November 1957

Miracle of Nicoll Street

Boradway CinemaNicoll Street is the address of Dundee's Rep. It's next-door neighbour is an auction saleroom. And just four months ago it looked as if the hammer was about to fall on the theatre's independence. Play after play returned a loss, although most were shows that had hit the London jackpot. Throughout it's 18 years of ups and downs the non-profit-making playhouse had built up a modest banking account. But this summer the last withdrawal was made. And when the Rep at Perth volunteered to take its poor neighbour under its wind, there seemed to be no alternative. Except in the mind of the Dundee actor-producer Raymond Westwell. His plea for another chance was supported by three of the  theatre's directors. To their  board they added three local business men with no experience of entertainment administration.

When the new look, still independent theatre in Nicoll Street re-opened its doors it had two facts to bolster its confidence:-
1. The Suez petrol crisis - it had reduced to a trickle the Rep's motoring public - was now a thing of the past.

2. Reports from other parts of the country indicated that "stay-at-homeitis", the disease of the living theatre spread by television, was decidedly on the wane.

But the enterprise of "Westwell's Rep" was largely founded on faith and hope. Faith that the patient, persistent presentation of quality entertainment would slowly coax back Dundonians from their firesides. Hope for a miracle that might make the box-office convalescence period less prolonged and painful. Producer, Westall based the recovery plan on laughter. He prepared an initial programme of comedies - obvious and subtle. The effect? On the business chart in the Westall office there was profit written after every show. And the profits over the first 10 weeks were as great as were the losses in the 10 weeks before.

Despite the flu epidemic, on a number of nights during " Spider's Web" run, part-time , front of house Manager Tony Oakley had to put out the house full sign.

Kerbside buskers who had deserted Nicoll Street theatre for years, returned to sing to the crowds. People with cars sometimes arrive 15 to 20 minutes before the curtain up to make sure of a parking space reasonably close to the Rep.

Operation Christmas!

Next Saturday, "Operation Christmas" starts in Dundee. Then the Post Office's "advance troops" move down to Alexander's garage in Mary Ann Lane, and fit the place up as an outsize delivery office. They will keep at is all through the week-end and by Tuesday some of the sorting and delivery men will be able to move in. Their objective - to ensure that the Christmas mail pops through Dundee's letter-boxes on time. About 700 "extra's" will be employed this year, drawn from the Labour Exchange, students, and housewives. Priority is given to those who have done this job before. Some of the "casuals"  will begin work on the 11th but most will start on December 16, 17 and 18.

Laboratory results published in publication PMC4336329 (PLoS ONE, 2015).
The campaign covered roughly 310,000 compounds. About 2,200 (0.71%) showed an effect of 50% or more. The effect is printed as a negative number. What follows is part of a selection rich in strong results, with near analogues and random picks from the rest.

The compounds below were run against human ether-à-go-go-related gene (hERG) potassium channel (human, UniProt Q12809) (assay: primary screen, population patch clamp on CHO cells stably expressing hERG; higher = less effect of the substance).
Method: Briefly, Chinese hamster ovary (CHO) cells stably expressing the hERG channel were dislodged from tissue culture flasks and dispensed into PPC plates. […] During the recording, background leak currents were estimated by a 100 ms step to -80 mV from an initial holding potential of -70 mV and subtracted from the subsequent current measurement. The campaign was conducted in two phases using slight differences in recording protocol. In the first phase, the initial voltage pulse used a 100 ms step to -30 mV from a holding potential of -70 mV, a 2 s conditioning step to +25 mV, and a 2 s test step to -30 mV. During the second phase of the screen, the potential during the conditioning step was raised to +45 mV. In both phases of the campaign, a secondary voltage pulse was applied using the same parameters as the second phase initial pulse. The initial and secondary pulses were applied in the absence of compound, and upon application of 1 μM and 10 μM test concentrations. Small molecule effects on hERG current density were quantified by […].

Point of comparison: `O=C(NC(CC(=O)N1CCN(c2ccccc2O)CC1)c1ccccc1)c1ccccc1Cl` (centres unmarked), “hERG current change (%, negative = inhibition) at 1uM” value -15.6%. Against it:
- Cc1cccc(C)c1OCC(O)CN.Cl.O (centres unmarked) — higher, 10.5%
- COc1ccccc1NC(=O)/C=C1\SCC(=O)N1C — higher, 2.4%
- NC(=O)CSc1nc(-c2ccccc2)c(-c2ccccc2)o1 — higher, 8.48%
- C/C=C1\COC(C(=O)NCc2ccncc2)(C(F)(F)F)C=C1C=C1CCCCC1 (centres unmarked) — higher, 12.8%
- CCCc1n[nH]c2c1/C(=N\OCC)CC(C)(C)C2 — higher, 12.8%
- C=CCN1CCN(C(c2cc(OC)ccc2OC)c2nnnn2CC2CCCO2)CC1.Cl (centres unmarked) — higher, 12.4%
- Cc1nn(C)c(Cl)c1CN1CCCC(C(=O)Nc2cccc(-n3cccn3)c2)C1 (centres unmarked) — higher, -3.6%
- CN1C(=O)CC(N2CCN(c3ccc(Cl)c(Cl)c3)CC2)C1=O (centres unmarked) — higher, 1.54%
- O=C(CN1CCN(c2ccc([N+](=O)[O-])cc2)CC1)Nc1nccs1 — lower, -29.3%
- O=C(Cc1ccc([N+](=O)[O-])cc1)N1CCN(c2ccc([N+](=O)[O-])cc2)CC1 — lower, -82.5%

Those who are expecting parcels needn't be disappointed if a red van goes right past the door. The present is more likely to arrive in a green van - about 30 will be co-opted from the engineering department or even via single decker bus. Eleven privately owned buses have been chartered for this Christmas, and they go on duty from the 17th. Buses will be manned by an experienced postman and a team of casuals. The usual "post early for Christmas" appeals will be made, and officials are hoping Dundonians will respond well.

Last year the peak day was December 20 - so the Post Office people are happy. 476,159 cards and letters were posted that day, a record for Dundee. Letters and cards in the Christmas mail last year amounted to 2,724,301. These were posted between December 13th 1956 and January 2nd 1957. "We are expecting the mails to be even heavier this year" says an official. "The postage on Christmas cards is still 2d and no one seems to be worrying about the increase charge for parcels".

Future Hilltown!

How'd you like to see the Hilltown with towering, multi-storeyed flats, and trees flourishing in the middle of landscape gardens? It's no pipe dream, for the plans for the first stage are already with the Scottish Secretary for approval.